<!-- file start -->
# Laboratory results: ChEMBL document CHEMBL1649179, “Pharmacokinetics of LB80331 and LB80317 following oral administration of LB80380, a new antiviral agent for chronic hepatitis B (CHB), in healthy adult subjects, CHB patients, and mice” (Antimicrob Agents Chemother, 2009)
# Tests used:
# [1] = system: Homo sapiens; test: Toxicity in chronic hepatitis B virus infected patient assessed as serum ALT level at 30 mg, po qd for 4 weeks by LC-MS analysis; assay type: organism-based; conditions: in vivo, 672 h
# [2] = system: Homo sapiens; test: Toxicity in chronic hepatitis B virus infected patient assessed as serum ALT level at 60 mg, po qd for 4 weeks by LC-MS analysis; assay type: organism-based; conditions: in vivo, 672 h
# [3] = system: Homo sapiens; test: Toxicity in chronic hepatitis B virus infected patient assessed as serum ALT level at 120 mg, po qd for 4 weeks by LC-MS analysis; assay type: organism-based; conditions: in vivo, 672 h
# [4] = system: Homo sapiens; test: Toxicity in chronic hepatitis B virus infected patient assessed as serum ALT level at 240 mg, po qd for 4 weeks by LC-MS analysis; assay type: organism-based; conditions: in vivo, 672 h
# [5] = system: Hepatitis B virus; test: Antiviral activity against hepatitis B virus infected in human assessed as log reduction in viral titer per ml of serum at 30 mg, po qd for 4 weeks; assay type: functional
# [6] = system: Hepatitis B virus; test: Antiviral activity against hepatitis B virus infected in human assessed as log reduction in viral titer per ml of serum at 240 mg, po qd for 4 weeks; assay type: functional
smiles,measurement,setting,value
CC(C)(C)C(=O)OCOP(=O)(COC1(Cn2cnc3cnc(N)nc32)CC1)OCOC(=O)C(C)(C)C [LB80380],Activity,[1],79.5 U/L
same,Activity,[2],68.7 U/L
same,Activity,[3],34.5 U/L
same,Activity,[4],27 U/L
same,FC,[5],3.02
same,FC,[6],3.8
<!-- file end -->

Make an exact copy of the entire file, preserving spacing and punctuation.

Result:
# Laboratory results: ChEMBL document CHEMBL1649179, “Pharmacokinetics of LB80331 and LB80317 following oral administration of LB80380, a new antiviral agent for chronic hepatitis B (CHB), in healthy adult subjects, CHB patients, and mice” (Antimicrob Agents Chemother, 2009)
# Tests used:
# [1] = system: Homo sapiens; test: Toxicity in chronic hepatitis B virus infected patient assessed as serum ALT level at 30 mg, po qd for 4 weeks by LC-MS analysis; assay type: organism-based; conditions: in vivo, 672 h
# [2] = system: Homo sapiens; test: Toxicity in chronic hepatitis B virus infected patient assessed as serum ALT level at 60 mg, po qd for 4 weeks by LC-MS analysis; assay type: organism-based; conditions: in vivo, 672 h
# [3] = system: Homo sapiens; test: Toxicity in chronic hepatitis B virus infected patient assessed as serum ALT level at 120 mg, po qd for 4 weeks by LC-MS analysis; assay type: organism-based; conditions: in vivo, 672 h
# [4] = system: Homo sapiens; test: Toxicity in chronic hepatitis B virus infected patient assessed as serum ALT level at 240 mg, po qd for 4 weeks by LC-MS analysis; assay type: organism-based; conditions: in vivo, 672 h
# [5] = system: Hepatitis B virus; test: Antiviral activity against hepatitis B virus infected in human assessed as log reduction in viral titer per ml of serum at 30 mg, po qd for 4 weeks; assay type: functional
# [6] = system: Hepatitis B virus; test: Antiviral activity against hepatitis B virus infected in human assessed as log reduction in viral titer per ml of serum at 240 mg, po qd for 4 weeks; assay type: functional
smiles,measurement,setting,value
CC(C)(C)C(=O)OCOP(=O)(COC1(Cn2cnc3cnc(N)nc32)CC1)OCOC(=O)C(C)(C)C [LB80380],Activity,[1],79.5 U/L
same,Activity,[2],68.7 U/L
same,Activity,[3],34.5 U/L
same,Activity,[4],27 U/L
same,FC,[5],3.02
same,FC,[6],3.8